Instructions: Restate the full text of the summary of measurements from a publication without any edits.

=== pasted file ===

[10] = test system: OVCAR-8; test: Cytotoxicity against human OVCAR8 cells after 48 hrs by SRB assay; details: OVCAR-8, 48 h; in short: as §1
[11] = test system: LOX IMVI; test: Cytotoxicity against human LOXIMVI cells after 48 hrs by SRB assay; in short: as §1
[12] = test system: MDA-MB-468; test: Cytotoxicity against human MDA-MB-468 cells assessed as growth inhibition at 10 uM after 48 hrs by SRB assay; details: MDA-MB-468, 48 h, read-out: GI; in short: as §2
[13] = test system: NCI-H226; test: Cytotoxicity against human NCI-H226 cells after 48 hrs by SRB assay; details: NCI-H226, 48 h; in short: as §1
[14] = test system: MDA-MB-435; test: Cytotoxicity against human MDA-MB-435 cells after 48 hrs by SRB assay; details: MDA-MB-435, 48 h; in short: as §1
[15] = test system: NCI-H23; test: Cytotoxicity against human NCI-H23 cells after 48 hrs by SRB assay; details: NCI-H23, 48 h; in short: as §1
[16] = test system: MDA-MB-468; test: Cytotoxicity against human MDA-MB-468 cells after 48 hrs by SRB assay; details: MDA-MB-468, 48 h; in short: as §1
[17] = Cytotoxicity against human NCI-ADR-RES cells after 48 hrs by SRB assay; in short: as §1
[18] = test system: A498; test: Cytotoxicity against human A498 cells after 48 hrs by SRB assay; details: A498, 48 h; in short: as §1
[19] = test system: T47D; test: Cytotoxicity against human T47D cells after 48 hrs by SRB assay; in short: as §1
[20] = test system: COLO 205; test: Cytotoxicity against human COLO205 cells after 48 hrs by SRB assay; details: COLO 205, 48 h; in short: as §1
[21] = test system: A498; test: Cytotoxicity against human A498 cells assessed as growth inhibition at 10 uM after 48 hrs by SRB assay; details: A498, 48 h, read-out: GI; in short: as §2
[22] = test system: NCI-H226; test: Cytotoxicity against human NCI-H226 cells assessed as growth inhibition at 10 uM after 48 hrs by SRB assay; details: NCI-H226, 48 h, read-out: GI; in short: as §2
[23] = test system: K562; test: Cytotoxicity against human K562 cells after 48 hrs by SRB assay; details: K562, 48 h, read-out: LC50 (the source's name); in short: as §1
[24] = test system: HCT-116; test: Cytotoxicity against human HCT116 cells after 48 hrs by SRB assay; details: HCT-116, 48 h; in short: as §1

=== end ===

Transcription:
[10] = test system: OVCAR-8; test: Cytotoxicity against human OVCAR8 cells after 48 hrs by SRB assay; details: OVCAR-8, 48 h; in short: as §1
[11] = test system: LOX IMVI; test: Cytotoxicity against human LOXIMVI cells after 48 hrs by SRB assay; in short: as §1
[12] = test system: MDA-MB-468; test: Cytotoxicity against human MDA-MB-468 cells assessed as growth inhibition at 10 uM after 48 hrs by SRB assay; details: MDA-MB-468, 48 h, read-out: GI; in short: as §2
[13] = test system: NCI-H226; test: Cytotoxicity against human NCI-H226 cells after 48 hrs by SRB assay; details: NCI-H226, 48 h; in short: as §1
[14] = test system: MDA-MB-435; test: Cytotoxicity against human MDA-MB-435 cells after 48 hrs by SRB assay; details: MDA-MB-435, 48 h; in short: as §1
[15] = test system: NCI-H23; test: Cytotoxicity against human NCI-H23 cells after 48 hrs by SRB assay; details: NCI-H23, 48 h; in short: as §1
[16] = test system: MDA-MB-468; test: Cytotoxicity against human MDA-MB-468 cells after 48 hrs by SRB assay; details: MDA-MB-468, 48 h; in short: as §1
[17] = Cytotoxicity against human NCI-ADR-RES cells after 48 hrs by SRB assay; in short: as §1
[18] = test system: A498; test: Cytotoxicity against human A498 cells after 48 hrs by SRB assay; details: A498, 48 h; in short: as §1
[19] = test system: T47D; test: Cytotoxicity against human T47D cells after 48 hrs by SRB assay; in short: as §1
[20] = test system: COLO 205; test: Cytotoxicity against human COLO205 cells after 48 hrs by SRB assay; details: COLO 205, 48 h; in short: as §1
[21] = test system: A498; test: Cytotoxicity against human A498 cells assessed as growth inhibition at 10 uM after 48 hrs by SRB assay; details: A498, 48 h, read-out: GI; in short: as §2
[22] = test system: NCI-H226; test: Cytotoxicity against human NCI-H226 cells assessed as growth inhibition at 10 uM after 48 hrs by SRB assay; details: NCI-H226, 48 h, read-out: GI; in short: as §2
[23] = test system: K562; test: Cytotoxicity against human K562 cells after 48 hrs by SRB assay; details: K562, 48 h, read-out: LC50 (the source's name); in short: as §1
[24] = test system: HCT-116; test: Cytotoxicity against human HCT116 cells after 48 hrs by SRB assay; details: HCT-116, 48 h; in short: as §1